Liberalist thinkers or stoic philosophers might think to undressed the hysteria and thrilling face of suicide. But even when the criticism against suicide has been liberated from Christians’ notion of the Divine authority of God, existentialist or stoic’s imagination of suicide is still problematic. Three counter arguments could be provided here. First, in line with Kantian approach, if suicide were considered as rational and ethical decision, it should be meant as a maxim for the whole rational being. But in fact it will never goes beyond a personal choice which is not free in itself. I totally agree with Kant to consider suicide as an abuse of free will is such a way that responsibility to one’s own body as necessary condition is denied as if it is not an important element to achieve good life. Stoics and liberal thinkers denied the very fact that body or better corporeal dimension of human being is not only sufficient but necessary condition to realize happiness, and part of it is to accept body’s or circumstances’ calamities and misfortune while trying to look for its improvement. (Kant wrote it beautifully in Kant Lectures on Ethics, “…our life is entirely conditioned by our body, so that we cannot conceive of a life not mediated by the body and we cannot make use of our freedom except through the body” Quoted from the Course Material of Master of Bioethics, 2011).
Second, suicide as a way out to liberate one’s life from certain circumstances where affinity of will and act to universal law and order is impossible should not be considered as a liberation as such. Except for those who imagine that suicide is an exit in order to enter into a “new life” where the body and the soul are united to pursue and to realize happiness—which is impossible outside the context of Christian parousia—rest of us will still consider it as irresponsible act, not only to one’s own life, but also to the family and society. As Christian (Catholic), I would value my life as a “gift” in which the freedom and free will being granted by the Giver of Life enables me to live my life responsibly. Part of my responsibility is to build the world justly and not to flight from it as did the stoics. And part of my responsibility is also to exercise my free will not in a unending tension between “to be or not to be” as perceived by Sartre, but rather a “courage to be” as understood by Paul Tillich (through his book entitled The Courage to Be, 1952, Tillich tried to addressed the anxiety about death, moral finitude, and existential finitude, where courage to be based on Christian faith may help one to cope with his unbearable life). After all, my life will be colored by my courage to be, even when the circumstances is unbearable, since there is always light of hope to liberation.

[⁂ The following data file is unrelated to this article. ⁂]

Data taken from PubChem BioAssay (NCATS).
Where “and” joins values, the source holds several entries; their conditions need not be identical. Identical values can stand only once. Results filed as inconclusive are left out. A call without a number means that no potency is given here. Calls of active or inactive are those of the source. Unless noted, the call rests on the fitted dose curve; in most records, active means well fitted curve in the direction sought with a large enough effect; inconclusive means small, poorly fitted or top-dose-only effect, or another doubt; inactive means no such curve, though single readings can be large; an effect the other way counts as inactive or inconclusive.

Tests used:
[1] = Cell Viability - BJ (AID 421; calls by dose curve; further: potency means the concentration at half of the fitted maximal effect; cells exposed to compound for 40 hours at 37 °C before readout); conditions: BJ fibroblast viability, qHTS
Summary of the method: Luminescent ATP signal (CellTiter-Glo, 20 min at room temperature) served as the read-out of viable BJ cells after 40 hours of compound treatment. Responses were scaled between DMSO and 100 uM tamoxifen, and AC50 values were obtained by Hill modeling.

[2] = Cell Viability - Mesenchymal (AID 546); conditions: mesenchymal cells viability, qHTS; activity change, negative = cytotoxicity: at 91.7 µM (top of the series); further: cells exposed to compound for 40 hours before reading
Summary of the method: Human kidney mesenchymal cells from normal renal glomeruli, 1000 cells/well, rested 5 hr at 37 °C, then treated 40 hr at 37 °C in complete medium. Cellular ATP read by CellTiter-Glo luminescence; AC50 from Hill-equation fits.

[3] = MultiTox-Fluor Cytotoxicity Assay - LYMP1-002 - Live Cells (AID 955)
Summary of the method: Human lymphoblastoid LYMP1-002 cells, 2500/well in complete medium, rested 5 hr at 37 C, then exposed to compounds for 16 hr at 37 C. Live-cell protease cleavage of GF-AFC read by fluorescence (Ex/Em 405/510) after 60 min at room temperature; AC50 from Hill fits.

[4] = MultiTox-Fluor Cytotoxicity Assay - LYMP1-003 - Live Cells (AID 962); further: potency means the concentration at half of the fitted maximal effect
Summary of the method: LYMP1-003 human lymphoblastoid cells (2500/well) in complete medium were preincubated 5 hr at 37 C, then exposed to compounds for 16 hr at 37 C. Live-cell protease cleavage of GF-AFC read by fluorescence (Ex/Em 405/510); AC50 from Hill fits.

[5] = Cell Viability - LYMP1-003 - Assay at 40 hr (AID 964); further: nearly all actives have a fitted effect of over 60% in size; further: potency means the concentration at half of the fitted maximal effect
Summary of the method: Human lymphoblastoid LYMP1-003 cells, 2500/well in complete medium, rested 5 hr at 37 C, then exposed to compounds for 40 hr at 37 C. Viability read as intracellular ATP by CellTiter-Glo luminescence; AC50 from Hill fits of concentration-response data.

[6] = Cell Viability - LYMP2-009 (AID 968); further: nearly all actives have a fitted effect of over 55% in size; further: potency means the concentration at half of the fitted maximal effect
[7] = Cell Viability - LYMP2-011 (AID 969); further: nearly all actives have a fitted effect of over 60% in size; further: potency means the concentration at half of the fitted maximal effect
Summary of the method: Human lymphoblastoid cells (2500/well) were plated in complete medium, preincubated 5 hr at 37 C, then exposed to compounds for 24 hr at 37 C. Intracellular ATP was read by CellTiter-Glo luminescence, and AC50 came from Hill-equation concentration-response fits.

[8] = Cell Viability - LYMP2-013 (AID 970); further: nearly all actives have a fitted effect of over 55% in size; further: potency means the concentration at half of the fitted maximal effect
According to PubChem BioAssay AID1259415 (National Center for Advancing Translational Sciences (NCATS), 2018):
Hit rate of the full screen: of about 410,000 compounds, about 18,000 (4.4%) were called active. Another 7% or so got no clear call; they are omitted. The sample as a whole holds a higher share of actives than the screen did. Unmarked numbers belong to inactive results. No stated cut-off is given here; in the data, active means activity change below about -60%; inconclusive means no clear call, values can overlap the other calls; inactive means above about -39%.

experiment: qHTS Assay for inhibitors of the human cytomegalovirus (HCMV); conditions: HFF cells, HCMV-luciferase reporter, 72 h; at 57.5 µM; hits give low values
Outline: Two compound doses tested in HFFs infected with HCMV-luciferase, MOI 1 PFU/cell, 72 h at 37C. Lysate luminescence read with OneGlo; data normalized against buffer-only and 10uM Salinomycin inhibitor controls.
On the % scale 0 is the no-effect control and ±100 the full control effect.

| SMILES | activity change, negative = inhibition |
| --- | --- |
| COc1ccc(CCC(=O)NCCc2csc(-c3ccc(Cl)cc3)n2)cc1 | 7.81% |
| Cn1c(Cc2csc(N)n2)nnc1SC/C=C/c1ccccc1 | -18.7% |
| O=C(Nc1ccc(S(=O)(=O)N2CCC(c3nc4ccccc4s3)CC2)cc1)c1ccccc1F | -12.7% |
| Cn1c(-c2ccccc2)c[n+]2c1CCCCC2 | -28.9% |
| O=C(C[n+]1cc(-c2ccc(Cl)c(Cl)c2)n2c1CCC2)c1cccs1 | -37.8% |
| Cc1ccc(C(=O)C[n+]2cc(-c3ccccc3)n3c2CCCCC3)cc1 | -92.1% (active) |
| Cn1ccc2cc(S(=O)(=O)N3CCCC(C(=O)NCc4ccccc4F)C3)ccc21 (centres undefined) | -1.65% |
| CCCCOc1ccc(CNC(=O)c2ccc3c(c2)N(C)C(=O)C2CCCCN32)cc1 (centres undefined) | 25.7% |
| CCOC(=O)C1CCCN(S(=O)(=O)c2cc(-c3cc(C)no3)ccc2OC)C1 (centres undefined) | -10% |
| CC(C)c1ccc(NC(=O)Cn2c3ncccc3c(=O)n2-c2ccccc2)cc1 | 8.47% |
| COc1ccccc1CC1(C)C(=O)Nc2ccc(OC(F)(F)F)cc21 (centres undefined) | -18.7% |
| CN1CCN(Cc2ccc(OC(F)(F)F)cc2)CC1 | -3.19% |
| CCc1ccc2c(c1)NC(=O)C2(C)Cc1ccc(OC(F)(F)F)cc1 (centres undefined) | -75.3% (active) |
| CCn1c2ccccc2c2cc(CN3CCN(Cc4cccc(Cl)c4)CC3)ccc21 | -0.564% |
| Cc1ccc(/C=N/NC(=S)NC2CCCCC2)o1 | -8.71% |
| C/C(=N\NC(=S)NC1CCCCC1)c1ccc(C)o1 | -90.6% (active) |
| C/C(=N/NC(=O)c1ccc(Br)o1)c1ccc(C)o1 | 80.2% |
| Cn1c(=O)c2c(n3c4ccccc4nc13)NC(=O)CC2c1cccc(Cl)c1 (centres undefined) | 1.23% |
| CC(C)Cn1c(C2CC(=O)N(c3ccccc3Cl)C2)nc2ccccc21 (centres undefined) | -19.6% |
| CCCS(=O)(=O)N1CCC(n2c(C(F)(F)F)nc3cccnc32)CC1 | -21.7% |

Third, after all life is too precious to be sacrificed for any project of reason. The fact that common people value their life and preserve it from destruction and death more than being indifferent has shown its preciousness at the first hand. It is more natural and fit to our common sense than the imagination of suicide. Even if I were posed on the edge of a cliff and looking down into a dizzying abyss, I would not jump because I love my life, I am still a free man who is willing to chose to continue to live rather than ending it, and by continue to live, I accept my corporeality and circumstances as necessary condition to realize my potentiality. Happiness comes when my potentiality has been realized, never at once, but as unending process towards death.
Georgia Noon, “On Suicide”, Journal of the History of Ideas, Vol. 39, No. 3, Jul. – Sept., 1978.
W.D. Ross (trans.), Great of the Western World, 9, Chicago: 1952.
George Long (trans.), Discourses of Epictetus, Great Books of the Western World, 12, Chicago: 1952.
Thomas Joiner, Why People Die by Suicide, Harvard University Press, USA: 2005.
(Nijmegen, Netherlands, 17 Januari 2011. Yeremias Jena, M.Hum, Lecturer at Atma Jaya School of Medicine, Jakarta, Indonesia. Email: email@example.com)